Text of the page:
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Sunday, July 17, 2016
White House Cuts Economic Growth Forecasts Budget office sees 1.9% growth in 2016,
White House Cuts Economic Growth Forecasts
Budget office sees 1.9% growth in 2016, 2.5% in 2017 ENLARGE
The White House budget office, in its “Mid-Session Review” released Friday, reduced its economic and fiscal projections from the president’s February budget presentation to Congress.PHOTO: JASON REED/REUTERS
WASHINGTON—The White House cut its forecasts for economic growth and interest rates, resulting in slight reductions in projected deficits over the coming decade.
The new estimates were published Friday in the White House budget office’s “Mid-Session Review,” which updates the economic and fiscal projections made in the president’s February budget presentation to Congress.
The White House now forecasts that gross domestic product will rise 1.9% this year and 2.5% in 2017, down from estimates of 2.6% for both years in its February forecast. It reduced long-run growth forecasts, for years after 2018, to 2.2% from 2.3%.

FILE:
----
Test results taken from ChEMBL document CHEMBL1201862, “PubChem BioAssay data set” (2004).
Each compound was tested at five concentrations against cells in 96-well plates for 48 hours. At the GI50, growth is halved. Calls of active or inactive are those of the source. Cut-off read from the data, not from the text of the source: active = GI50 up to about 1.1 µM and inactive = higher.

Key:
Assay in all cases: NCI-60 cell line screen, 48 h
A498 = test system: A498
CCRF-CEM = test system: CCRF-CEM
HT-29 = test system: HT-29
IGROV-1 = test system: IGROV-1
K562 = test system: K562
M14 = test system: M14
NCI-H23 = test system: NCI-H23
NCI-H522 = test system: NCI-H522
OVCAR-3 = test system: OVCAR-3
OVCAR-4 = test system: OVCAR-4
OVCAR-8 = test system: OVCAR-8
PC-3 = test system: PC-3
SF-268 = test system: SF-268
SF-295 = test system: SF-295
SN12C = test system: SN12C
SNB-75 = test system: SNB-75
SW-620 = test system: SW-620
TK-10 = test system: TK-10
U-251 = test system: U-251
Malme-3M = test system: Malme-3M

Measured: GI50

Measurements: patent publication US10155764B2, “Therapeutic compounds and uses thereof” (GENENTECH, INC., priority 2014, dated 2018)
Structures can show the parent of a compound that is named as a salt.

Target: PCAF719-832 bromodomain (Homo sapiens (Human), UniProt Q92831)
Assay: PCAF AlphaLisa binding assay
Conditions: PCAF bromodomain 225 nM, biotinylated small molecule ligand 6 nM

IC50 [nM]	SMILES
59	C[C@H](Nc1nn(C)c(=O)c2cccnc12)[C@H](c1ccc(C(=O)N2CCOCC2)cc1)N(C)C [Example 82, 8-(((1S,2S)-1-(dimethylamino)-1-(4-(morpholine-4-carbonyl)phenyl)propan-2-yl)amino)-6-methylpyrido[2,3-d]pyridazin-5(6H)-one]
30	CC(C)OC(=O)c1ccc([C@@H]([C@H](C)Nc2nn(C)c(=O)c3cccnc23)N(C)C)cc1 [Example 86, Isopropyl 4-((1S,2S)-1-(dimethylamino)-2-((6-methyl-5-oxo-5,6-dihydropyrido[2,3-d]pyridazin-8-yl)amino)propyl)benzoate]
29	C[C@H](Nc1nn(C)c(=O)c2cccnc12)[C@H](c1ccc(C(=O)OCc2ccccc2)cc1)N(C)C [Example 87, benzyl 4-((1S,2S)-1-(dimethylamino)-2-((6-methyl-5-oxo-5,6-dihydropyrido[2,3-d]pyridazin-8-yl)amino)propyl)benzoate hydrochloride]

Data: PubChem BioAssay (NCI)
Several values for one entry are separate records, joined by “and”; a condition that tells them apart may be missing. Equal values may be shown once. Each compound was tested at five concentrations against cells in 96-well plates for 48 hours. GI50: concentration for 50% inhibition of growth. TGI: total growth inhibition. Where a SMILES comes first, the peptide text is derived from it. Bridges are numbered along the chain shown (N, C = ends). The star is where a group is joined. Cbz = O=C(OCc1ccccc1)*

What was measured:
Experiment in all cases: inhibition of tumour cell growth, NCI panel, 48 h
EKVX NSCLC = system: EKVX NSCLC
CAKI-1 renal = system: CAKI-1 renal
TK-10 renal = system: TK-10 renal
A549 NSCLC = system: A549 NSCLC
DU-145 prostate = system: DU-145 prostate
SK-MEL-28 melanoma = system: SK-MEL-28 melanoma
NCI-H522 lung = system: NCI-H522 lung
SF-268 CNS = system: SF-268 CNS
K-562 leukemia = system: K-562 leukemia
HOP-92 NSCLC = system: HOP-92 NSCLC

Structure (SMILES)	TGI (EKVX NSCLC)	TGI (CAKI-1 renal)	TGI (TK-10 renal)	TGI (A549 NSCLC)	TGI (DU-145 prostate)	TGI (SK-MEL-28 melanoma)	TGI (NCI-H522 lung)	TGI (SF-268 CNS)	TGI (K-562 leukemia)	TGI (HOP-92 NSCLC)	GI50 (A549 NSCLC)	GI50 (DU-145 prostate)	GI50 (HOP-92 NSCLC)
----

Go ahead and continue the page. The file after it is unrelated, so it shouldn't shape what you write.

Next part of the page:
Gross domestic product grew at a seasonally adjusted annual rate of 1.1% in the first quarter, the weakest pace in a year, due largely to a slowdown in business investment.
Meantime, the White House reduced its forecasts of government borrowing costs, which trimmed projected budget deficits beginning next year. It now projects deficits to fall to 2.3% of GDP in 2017, from 2.6% in the February forecast, and to 1.7% in 2018, from 2.3%.
The deficit is expected to rise to 3.3% of GDP this year, from 2.5% last year, a projection that was unchanged in Friday’s report. The increase largely reflects policy changes resulting from last fall’s bipartisan budget and tax agreements.
The projections show that declines in interest rates, along with other technical revisions, mean the U.S. could spend $770 billion less on debt service over the next 10 years than had been estimated in February.
The White House said that tax receipts so far this year are $59 billion below its February forecast, a decline of 1.8%, due primarily to technical revisions. It said spending would be around 1.9% lower than estimated earlier this year.